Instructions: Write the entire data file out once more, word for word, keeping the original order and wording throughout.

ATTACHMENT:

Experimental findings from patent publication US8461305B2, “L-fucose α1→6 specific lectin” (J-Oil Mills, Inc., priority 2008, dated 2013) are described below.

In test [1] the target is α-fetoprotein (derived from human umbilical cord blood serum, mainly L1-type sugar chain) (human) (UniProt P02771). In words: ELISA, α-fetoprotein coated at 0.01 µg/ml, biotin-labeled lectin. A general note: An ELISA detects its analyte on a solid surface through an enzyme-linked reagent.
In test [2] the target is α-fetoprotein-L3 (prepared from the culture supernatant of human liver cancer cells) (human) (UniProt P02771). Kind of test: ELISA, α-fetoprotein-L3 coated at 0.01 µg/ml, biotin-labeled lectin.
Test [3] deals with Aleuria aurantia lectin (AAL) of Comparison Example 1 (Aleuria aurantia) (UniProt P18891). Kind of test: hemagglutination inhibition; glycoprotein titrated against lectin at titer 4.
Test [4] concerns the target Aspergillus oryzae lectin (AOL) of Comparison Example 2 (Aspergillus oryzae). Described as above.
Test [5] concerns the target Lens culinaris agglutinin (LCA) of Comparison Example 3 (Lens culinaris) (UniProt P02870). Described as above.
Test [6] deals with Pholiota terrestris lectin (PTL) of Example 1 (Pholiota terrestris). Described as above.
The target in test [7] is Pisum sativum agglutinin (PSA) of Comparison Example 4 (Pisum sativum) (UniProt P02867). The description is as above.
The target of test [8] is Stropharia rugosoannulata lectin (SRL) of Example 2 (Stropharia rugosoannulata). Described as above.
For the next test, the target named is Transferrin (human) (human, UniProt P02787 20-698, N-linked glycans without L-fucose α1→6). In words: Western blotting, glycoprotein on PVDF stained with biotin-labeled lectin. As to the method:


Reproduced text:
Experimental findings from patent publication US8461305B2, “L-fucose α1→6 specific lectin” (J-Oil Mills, Inc., priority 2008, dated 2013) are described below.

In test [1] the target is α-fetoprotein (derived from human umbilical cord blood serum, mainly L1-type sugar chain) (human) (UniProt P02771). In words: ELISA, α-fetoprotein coated at 0.01 µg/ml, biotin-labeled lectin. A general note: An ELISA detects its analyte on a solid surface through an enzyme-linked reagent.
In test [2] the target is α-fetoprotein-L3 (prepared from the culture supernatant of human liver cancer cells) (human) (UniProt P02771). Kind of test: ELISA, α-fetoprotein-L3 coated at 0.01 µg/ml, biotin-labeled lectin.
Test [3] deals with Aleuria aurantia lectin (AAL) of Comparison Example 1 (Aleuria aurantia) (UniProt P18891). Kind of test: hemagglutination inhibition; glycoprotein titrated against lectin at titer 4.
Test [4] concerns the target Aspergillus oryzae lectin (AOL) of Comparison Example 2 (Aspergillus oryzae). Described as above.
Test [5] concerns the target Lens culinaris agglutinin (LCA) of Comparison Example 3 (Lens culinaris) (UniProt P02870). Described as above.
Test [6] deals with Pholiota terrestris lectin (PTL) of Example 1 (Pholiota terrestris). Described as above.
The target in test [7] is Pisum sativum agglutinin (PSA) of Comparison Example 4 (Pisum sativum) (UniProt P02867). The description is as above.
The target of test [8] is Stropharia rugosoannulata lectin (SRL) of Example 2 (Stropharia rugosoannulata). Described as above.
For the next test, the target named is Transferrin (human) (human, UniProt P02787 20-698, N-linked glycans without L-fucose α1→6). In words: Western blotting, glycoprotein on PVDF stained with biotin-labeled lectin. As to the method: